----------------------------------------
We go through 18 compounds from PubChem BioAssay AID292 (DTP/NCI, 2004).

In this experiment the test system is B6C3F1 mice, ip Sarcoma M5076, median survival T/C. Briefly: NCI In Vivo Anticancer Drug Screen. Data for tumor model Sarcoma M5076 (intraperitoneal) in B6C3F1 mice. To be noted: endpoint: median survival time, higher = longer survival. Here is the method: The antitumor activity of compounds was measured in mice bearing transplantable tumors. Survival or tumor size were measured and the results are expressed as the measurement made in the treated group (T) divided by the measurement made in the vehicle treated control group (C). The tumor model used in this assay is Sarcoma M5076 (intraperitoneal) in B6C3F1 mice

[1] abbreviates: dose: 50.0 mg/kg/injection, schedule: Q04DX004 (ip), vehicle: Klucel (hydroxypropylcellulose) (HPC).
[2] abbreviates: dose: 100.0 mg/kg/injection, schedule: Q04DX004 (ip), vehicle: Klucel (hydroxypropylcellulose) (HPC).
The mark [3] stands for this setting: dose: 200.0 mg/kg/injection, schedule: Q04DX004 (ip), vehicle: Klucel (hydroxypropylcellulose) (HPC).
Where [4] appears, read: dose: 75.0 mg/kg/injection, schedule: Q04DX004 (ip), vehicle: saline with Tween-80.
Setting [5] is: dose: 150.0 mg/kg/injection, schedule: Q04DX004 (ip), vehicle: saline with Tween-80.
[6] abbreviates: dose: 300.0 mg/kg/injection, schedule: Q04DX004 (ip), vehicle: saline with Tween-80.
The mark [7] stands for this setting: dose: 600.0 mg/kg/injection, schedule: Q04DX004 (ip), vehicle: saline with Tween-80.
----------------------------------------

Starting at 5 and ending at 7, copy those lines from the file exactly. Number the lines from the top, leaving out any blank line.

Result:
The mark [3] stands for this setting: dose: 200.0 mg/kg/injection, schedule: Q04DX004 (ip), vehicle: Klucel (hydroxypropylcellulose) (HPC).
Where [4] appears, read: dose: 75.0 mg/kg/injection, schedule: Q04DX004 (ip), vehicle: saline with Tween-80.
Setting [5] is: dose: 150.0 mg/kg/injection, schedule: Q04DX004 (ip), vehicle: saline with Tween-80.